Encaustic works by Lorraine Glessner are part of the special show “Taking Wing,” which opens on June 16 at Ellsworth Gallery.
Encaustic painting, which involves the use of heated beeswax and colored pigments, has been practiced by artists for more than 2,000 years. Glessner, an assistant professor at Tyler School of Art at Temple University, enjoys incorporating colorful contemporary abstract imagery into this traditional process.
“I am drawn to loss, the void within an abandoned area or individual,” Glessner says about her work.
“Taking Wing” also features paintings by Arin Dineen and sculpture by Claire McArdle. “While all three artists are very different from each other, they share the idea of honoring and mastering historical traditions within their particular medium,” explains gallery director Hallie Brennan.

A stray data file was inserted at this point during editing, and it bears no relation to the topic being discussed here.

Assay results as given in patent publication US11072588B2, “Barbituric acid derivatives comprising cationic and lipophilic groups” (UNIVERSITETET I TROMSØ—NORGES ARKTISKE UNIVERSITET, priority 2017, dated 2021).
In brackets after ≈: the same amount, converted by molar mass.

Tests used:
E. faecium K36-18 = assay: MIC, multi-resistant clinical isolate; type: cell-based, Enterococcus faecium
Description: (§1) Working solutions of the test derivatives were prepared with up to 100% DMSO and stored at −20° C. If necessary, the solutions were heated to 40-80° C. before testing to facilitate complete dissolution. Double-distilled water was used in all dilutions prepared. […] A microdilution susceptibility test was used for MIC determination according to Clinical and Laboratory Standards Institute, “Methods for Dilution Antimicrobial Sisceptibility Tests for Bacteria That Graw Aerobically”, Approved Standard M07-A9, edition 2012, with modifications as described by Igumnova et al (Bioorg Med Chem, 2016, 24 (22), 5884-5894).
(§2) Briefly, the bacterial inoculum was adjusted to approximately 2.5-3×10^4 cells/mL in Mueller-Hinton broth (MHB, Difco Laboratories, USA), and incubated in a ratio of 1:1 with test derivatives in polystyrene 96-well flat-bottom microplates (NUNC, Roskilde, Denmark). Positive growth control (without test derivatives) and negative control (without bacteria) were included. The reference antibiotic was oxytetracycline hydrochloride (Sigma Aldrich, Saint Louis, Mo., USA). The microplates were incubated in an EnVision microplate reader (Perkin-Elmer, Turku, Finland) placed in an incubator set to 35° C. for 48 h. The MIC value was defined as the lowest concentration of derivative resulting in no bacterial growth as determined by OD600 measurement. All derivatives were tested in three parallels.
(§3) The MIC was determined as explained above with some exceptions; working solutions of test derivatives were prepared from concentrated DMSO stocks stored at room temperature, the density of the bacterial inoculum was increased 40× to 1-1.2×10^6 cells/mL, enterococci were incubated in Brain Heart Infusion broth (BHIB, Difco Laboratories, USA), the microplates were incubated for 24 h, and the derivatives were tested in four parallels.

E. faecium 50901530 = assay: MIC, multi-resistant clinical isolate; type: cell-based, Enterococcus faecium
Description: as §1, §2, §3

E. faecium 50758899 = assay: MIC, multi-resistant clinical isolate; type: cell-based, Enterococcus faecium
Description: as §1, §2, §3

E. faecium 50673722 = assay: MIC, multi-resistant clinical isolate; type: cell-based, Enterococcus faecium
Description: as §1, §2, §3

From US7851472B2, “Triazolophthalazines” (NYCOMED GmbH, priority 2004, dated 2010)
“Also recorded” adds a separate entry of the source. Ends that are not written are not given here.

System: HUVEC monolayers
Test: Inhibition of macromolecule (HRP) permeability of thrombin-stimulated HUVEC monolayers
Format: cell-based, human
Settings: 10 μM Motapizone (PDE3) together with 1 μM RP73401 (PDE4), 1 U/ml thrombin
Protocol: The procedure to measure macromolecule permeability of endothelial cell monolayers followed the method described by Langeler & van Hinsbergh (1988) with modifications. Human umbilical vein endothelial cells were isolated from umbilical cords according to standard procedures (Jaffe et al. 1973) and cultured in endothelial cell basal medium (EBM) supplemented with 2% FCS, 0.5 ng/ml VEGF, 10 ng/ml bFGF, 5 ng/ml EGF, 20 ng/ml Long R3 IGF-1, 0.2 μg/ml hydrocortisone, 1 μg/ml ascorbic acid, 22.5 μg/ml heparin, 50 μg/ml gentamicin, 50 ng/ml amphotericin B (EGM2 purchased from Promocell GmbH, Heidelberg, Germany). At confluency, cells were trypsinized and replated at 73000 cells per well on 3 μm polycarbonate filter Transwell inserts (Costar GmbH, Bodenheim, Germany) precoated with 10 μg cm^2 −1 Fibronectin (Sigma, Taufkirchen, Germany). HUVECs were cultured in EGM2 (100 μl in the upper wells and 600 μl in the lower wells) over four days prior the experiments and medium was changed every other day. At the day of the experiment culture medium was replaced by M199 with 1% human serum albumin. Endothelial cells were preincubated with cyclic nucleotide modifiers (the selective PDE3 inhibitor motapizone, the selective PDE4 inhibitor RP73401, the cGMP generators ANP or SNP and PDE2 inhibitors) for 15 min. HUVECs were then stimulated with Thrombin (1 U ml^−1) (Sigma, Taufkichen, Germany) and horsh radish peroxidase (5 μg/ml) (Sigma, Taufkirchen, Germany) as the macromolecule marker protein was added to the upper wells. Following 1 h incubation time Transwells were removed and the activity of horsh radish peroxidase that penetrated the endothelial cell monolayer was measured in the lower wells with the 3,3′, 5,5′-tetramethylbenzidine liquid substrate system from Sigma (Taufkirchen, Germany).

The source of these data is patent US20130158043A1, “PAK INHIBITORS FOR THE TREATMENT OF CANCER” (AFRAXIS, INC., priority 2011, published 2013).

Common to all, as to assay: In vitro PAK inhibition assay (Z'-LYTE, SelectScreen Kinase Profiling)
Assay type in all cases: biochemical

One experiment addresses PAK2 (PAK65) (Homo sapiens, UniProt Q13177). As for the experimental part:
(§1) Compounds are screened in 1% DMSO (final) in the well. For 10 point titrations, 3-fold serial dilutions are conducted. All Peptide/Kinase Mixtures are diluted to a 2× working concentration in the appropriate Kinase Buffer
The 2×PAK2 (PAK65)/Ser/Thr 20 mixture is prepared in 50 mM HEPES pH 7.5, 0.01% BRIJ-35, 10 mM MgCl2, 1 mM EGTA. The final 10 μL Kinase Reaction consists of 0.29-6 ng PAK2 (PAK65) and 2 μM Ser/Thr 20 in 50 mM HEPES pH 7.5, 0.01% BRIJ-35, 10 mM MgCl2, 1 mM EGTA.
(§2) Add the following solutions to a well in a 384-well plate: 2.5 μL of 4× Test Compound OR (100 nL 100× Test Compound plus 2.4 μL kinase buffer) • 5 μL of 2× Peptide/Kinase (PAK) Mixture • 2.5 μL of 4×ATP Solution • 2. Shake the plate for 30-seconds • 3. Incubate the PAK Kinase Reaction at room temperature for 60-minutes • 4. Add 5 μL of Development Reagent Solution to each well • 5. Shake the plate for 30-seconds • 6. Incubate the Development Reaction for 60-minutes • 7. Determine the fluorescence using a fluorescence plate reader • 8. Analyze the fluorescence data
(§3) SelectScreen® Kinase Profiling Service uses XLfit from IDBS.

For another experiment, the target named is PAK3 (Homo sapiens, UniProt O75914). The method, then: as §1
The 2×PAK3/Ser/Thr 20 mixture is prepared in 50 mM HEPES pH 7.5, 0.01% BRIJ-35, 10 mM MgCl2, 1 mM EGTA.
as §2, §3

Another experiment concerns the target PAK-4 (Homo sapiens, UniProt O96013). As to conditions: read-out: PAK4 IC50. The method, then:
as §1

McArdle, who moved to Italy in 1988 to be around the master marble carvers of Carrara, focuses her imagery on female figures. “Women are her specialty,” says Brennan. “Individuals in her life have inspired some of her pieces.” All of McArdle’s sculptures, both large and small, are set on pedestals.
Photorealism excites Dineen, who portrays unusual indoor and outdoor scenes and spaces in Spain and Italy in her oil on canvas paintings.
“My oil paintings focus on silence, the passage of time, and the preservation of history,” says Dineen. “By presenting empty historical spaces as they exist today, I invite viewers to contemplate not only the actual history of the locations presented, but also our relationship to history.”
Dineen and McArdle will be present for the show’s opening, which takes place from 5-7 pm.